When lock-down was put in place in many countries, many people were forced to change their socializing habits. The first among many lifestyle changes was that people turned to spend more time with their families, cooking and eating together, watching movies, or chatting with their relatives on one of the social media platforms.

When the gyms closed, people immediately turned to exercise at home. Gym gear retailers have seen a spike in purchases for over 500% for the past few months. Sneakers, and Yoga and Pilates gear, are among the ones with the biggest increase in purchases.

Additionally, movie theatres are about to become a dying breed. Media products will likely continue to be purchased online, mostly through streaming services, which make existing movies, games, and TV obsolete. The technology sector has seen a great boost in sales, without any signs of slowing down any time soon.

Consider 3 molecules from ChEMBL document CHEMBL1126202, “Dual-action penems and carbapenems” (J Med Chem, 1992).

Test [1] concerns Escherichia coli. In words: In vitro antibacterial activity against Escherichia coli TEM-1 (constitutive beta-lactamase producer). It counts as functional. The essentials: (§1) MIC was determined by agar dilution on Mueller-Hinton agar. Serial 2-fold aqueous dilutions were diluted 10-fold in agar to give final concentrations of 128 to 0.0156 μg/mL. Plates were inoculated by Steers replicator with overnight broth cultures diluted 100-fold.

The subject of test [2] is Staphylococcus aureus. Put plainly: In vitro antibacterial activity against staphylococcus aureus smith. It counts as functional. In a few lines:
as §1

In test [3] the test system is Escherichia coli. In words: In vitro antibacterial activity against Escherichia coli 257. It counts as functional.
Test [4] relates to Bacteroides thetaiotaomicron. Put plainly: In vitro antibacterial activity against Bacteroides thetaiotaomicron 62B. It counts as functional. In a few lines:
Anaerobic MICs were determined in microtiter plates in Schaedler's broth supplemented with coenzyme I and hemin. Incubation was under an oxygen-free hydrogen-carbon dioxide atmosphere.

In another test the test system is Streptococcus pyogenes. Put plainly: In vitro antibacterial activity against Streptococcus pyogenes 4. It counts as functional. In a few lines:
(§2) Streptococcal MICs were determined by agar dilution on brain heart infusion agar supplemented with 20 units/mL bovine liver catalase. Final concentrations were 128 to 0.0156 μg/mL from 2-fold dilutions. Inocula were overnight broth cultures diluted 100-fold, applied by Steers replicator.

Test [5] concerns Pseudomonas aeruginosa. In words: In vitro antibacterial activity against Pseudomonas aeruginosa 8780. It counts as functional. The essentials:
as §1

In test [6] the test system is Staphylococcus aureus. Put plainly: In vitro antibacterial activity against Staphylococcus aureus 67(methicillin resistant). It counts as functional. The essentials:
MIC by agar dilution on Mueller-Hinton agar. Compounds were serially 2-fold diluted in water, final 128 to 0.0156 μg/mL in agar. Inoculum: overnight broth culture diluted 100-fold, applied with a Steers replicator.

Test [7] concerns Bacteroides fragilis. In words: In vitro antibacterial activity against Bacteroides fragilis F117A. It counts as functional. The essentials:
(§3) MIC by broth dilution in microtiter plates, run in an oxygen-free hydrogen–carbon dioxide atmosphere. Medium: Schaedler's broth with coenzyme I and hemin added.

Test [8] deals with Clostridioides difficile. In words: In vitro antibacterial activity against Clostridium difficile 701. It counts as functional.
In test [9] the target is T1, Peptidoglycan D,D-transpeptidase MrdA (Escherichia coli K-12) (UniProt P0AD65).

Experience Economy

Source: promarket.org

One of the most controversial trends in the so-called Virtual Experience Economy. This is a term first defined more than twenty years ago, meaning that customers’ experience is going to be the one that’s going to decide the price and quality of services. The more pleasurable the experience as a deciding factor, the higher the price. Well, we are almost past that now, since the technology is looking more and more like a runaway train. Today, due to the coronavirus outbreak, we have Virtual Economy Experience. What that means is that you can cruise down the Nile river, virtually. Or visit Japan during the cherry blossom festival, or go diving in the Great Barrier Reef, again, virtually. If your experience was satisfactory, you can give a high rating to the service. This puts travel agencies in dire straits with their old-fashioned approach showing customers good ol’ brochures.

These are some of the most obvious and important changes markets have seen for the past several months. Others, like virtual companions where people are actually seeking to be friends with chatbots, can be seen on the horizon and they are moving in fast. Coronavirus or not, retail and service industries are changing at the lightspeed rate. The ones who are quick enough to recognize that and adjust, are the ones who are going to stay in the race. Others are going to go down in history as the fallen strongholds of the old world.